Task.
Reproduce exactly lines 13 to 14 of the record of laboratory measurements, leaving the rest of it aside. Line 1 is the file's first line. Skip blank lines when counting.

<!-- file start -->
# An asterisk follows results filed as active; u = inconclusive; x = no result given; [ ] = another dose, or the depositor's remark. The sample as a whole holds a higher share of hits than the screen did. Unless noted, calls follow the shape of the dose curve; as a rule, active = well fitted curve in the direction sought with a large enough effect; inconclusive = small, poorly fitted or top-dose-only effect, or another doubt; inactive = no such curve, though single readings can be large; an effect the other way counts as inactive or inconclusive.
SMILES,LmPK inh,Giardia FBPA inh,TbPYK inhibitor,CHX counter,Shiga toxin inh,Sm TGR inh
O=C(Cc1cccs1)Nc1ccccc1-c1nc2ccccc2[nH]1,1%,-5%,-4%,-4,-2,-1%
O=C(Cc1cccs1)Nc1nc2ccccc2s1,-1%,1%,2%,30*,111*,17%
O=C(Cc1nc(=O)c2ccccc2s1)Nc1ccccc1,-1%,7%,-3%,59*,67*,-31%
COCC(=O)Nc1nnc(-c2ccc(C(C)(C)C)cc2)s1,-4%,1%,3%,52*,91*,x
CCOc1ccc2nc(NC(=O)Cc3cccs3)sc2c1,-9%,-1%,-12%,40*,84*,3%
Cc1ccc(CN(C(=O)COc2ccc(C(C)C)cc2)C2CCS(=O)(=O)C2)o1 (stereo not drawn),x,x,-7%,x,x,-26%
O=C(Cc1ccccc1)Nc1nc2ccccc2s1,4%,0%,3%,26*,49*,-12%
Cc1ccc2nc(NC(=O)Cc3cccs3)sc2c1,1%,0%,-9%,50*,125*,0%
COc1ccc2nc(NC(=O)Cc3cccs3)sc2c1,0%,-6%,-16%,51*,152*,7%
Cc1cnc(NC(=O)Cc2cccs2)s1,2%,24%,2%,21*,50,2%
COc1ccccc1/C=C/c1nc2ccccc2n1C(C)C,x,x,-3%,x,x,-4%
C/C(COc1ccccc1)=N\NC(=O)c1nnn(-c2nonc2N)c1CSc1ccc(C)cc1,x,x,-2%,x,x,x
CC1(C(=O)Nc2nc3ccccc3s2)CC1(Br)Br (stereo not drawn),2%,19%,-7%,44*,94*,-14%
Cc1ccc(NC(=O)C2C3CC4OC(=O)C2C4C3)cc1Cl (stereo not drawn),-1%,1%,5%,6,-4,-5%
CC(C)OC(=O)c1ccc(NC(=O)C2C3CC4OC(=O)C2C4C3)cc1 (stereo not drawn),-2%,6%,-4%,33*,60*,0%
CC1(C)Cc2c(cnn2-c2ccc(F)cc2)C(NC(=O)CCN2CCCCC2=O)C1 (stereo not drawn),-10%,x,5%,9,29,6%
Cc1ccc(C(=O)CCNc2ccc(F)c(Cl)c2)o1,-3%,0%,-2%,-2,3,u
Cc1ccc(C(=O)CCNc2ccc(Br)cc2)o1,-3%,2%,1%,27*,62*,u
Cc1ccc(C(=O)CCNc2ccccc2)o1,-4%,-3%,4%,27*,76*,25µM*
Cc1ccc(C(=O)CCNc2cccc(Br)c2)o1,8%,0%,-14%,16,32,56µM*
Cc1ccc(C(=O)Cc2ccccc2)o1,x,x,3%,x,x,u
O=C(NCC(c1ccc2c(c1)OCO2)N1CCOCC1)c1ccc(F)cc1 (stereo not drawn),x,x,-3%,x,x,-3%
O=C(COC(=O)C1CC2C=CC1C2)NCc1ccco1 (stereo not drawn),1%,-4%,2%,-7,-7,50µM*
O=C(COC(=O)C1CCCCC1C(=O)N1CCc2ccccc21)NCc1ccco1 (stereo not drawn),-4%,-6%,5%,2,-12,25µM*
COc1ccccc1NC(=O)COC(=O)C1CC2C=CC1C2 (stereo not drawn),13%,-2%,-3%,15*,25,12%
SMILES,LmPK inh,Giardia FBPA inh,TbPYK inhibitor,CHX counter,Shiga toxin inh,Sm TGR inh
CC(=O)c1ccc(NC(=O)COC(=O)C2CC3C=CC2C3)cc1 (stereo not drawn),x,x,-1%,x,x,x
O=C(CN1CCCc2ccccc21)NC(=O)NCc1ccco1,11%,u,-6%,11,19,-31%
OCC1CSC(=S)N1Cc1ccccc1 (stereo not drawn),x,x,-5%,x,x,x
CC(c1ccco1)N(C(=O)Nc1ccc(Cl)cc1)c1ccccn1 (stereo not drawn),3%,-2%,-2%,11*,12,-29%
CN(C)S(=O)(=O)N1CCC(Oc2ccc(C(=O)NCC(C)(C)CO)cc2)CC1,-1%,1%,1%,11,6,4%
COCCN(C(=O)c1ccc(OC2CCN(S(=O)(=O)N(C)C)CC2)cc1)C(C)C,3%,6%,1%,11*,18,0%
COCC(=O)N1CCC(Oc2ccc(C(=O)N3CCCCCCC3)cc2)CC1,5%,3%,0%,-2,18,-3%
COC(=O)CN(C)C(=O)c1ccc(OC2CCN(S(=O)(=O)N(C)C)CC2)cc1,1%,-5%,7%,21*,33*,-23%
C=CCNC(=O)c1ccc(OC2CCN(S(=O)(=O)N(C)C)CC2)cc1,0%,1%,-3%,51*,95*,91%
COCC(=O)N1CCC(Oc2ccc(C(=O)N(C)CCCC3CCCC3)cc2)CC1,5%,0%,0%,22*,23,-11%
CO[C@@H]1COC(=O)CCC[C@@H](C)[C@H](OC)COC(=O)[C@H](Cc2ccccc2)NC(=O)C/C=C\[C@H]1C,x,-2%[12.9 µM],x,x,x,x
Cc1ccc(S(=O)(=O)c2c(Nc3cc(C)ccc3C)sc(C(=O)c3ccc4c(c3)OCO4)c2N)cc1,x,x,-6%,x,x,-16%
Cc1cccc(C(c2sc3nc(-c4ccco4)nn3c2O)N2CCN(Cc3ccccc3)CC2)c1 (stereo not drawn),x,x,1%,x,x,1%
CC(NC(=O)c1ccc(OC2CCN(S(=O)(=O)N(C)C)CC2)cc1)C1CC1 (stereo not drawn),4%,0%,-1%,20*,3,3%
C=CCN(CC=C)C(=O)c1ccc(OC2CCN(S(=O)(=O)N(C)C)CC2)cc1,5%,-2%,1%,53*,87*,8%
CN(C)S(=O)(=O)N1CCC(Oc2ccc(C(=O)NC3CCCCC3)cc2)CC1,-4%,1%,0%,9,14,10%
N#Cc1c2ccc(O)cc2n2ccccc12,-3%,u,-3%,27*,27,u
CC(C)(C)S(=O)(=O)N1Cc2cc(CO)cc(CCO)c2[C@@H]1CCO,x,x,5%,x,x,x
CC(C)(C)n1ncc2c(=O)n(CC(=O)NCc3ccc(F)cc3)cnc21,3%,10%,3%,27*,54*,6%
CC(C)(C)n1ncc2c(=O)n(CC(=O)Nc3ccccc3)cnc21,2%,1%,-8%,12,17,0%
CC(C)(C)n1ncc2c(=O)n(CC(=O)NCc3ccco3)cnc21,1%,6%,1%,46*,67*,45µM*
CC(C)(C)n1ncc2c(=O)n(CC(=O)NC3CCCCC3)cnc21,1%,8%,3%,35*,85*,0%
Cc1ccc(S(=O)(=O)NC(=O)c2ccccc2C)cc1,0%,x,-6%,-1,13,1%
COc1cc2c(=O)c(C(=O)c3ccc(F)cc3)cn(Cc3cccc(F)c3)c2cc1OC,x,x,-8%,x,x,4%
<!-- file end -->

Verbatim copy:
COc1ccccc1/C=C/c1nc2ccccc2n1C(C)C,x,x,-3%,x,x,-4%
C/C(COc1ccccc1)=N\NC(=O)c1nnn(-c2nonc2N)c1CSc1ccc(C)cc1,x,x,-2%,x,x,x